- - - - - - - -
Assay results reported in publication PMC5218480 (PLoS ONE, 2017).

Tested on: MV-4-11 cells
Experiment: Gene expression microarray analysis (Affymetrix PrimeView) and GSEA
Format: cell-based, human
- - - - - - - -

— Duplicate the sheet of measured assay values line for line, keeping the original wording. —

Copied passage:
Assay results reported in publication PMC5218480 (PLoS ONE, 2017).

Tested on: MV-4-11 cells
Experiment: Gene expression microarray analysis (Affymetrix PrimeView) and GSEA
Format: cell-based, human